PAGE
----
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Shabaab’s Godane Releases Eid Message

Shabaab leader Ahmad Abdi Godane (a.k.a. Mokhtar Abu Zubayr) released an audio statement on Saturday commemorating Eid al-Adha that was posted on the pro-Shabaab Calamada website. Here I excerpt relevant parts of his statement (in italics), and provide my own commentary.

This eid season comes at a time of major changes and historical events across the world. The first of these is the setback faced by allied infidels who have invaded the Muslim world. This is manifested by their defeat in Iraq and Afghanistan, the economic decline in their countries, the collapse of puppet regimes in the Arab world, the Jews feeling more insecure following the fall of the walls surrounding them. The second example of the ongoing changes in the world is the success achieved by the Muslim ummah. The first one is the fall of infidel-allied regimes in the Arab world and the spread of jihad activities in Egypt, India, Syria, Mali and Nigeria.

Two points can be made about this passage. First, as I have pointed out, most prominently in Bin Laden’s Legacy, al Qaeda and other jihadi groups have seen the U.S. economy as its center of gravity, and much of their strategy has been designed to wear down the American economy. (Shabaab is, as of February, an official al Qaeda affiliate.) Thus, it is unsurprising that the first of the setbacks faced by “infidels” that Godane points to is “the economic decline in their countries.” Second, there has been a longstanding debate about the impact of the “Arab Spring” on al Qaeda and other jihadi groups. Early last year, the majority of regional security analysts held that the Arab Spring was devastating for al Qaeda, and jihadism more broadly, by showing that the old dictatorships could be toppled by nonviolent protests and removing the grievances that bred jihadism. (I was publicly skeptical of this position.) But it is becoming clearer that jihadis themselves do not interpret the Arab Spring this way. Godane says that he thinks it has helped jihadi effects because “the Jews” (i.e. Israel) feel “more insecure following the fall of the walls surrounding them” and because “infidel-allied regimes in the Arab world” have fallen, while jihadi activities have spread. Of course, the fact that jihadis perceive the Arab Spring as positive for them doesn’t mean they are right, but it is always a mistake to declare what impact new events will have on an enemy without considering the enemy’s own perceptions.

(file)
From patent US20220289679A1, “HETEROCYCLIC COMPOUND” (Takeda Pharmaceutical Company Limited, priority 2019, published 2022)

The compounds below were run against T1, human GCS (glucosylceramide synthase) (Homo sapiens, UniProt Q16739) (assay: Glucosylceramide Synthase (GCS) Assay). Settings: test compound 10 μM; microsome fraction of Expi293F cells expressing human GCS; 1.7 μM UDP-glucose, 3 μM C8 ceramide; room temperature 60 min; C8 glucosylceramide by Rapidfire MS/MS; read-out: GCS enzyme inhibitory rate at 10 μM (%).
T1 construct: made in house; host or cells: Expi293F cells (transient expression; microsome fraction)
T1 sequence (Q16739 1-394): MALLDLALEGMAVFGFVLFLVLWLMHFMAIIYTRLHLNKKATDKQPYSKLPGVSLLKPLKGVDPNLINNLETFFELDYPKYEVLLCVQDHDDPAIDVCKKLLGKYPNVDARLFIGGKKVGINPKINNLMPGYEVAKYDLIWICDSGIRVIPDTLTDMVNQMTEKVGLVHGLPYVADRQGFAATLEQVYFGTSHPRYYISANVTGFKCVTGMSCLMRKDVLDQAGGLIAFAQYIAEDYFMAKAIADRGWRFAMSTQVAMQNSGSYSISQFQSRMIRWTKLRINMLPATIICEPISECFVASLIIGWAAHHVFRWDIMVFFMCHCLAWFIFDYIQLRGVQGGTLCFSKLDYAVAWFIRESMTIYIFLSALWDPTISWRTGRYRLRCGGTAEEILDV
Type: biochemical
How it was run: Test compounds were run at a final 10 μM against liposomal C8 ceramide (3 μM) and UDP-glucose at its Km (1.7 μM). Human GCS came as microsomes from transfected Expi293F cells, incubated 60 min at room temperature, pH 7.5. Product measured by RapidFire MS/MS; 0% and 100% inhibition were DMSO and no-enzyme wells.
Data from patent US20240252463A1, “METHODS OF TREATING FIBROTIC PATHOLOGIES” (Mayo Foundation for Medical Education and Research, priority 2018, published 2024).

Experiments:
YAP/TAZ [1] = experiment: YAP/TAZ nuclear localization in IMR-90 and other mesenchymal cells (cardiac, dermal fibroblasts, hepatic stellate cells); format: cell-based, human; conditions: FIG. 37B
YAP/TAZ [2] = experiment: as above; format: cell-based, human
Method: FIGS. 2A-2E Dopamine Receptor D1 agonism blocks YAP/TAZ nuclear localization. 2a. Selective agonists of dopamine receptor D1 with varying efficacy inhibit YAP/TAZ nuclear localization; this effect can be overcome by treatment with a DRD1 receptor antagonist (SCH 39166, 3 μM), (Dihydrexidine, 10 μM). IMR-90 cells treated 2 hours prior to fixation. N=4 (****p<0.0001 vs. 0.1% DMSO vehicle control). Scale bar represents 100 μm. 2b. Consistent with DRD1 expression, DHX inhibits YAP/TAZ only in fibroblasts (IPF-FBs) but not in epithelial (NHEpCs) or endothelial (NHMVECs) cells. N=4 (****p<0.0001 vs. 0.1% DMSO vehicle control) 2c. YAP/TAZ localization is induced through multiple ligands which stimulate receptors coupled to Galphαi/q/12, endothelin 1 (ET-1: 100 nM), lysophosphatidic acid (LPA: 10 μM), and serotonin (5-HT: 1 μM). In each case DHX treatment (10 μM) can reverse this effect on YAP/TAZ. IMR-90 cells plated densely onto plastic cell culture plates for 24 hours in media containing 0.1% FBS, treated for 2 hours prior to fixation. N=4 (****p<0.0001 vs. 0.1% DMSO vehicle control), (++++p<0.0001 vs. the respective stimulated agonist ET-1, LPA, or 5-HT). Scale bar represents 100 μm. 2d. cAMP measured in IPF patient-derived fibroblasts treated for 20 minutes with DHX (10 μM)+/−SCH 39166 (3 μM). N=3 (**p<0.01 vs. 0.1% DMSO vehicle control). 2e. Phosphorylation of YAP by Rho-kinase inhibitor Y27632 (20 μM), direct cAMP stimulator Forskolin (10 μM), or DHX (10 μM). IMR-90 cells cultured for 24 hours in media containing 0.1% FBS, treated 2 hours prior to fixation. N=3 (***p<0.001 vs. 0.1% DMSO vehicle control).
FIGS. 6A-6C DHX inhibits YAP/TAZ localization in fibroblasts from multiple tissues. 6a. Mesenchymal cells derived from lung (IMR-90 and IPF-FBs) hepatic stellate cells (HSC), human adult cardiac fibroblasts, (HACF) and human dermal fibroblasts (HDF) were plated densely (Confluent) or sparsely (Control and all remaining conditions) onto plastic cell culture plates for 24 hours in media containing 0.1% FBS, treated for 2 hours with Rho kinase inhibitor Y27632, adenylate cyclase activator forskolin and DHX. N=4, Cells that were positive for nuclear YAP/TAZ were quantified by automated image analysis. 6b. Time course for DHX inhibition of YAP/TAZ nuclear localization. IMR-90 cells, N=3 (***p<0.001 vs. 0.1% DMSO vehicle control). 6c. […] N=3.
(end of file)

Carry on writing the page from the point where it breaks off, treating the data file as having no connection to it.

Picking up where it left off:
The first is the infidel invasion of our country. They used all available political, media, intelligence and military resources. Their main aim is to stop the implementation of the sharia. They cannot afford to see our people getting peace and justice through the religion and its sharia. They are also worried about the rise of Islam and see it as a threat to their oppression and injustice through which they control the world. Their other aim is to loot the country’s resources especially oil and minerals. Since the world is facing economic collapse, they see Somalia as a resource reservoir. This has forced them to end the apostate transitional system in the country so that they would legitimize the looting of the nation’s resources through agreements [with the new government]. The apostate leaders have come up with a plan they named “International Cooperation,” a pretext used to loot public funds and the country’s resources so that they could surrender them to the infidels.